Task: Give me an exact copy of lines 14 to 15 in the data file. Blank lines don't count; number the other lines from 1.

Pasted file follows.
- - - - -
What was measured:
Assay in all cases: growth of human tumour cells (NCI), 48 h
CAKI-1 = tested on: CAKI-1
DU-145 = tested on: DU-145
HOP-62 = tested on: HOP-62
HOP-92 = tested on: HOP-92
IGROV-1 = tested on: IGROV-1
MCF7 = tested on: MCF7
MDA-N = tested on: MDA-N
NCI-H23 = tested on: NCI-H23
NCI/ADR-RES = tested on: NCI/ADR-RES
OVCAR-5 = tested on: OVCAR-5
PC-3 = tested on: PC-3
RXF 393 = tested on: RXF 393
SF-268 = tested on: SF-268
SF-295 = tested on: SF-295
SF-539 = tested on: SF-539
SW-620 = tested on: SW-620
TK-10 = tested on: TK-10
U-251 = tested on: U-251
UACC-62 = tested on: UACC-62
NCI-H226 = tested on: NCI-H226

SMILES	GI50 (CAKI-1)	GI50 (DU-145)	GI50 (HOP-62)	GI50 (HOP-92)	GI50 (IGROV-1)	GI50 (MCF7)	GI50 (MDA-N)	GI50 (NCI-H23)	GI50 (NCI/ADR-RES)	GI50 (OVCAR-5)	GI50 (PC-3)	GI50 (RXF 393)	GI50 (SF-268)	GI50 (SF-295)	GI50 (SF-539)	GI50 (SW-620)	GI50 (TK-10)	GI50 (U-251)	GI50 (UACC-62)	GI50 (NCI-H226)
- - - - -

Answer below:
RXF 393 = tested on: RXF 393
SF-268 = tested on: SF-268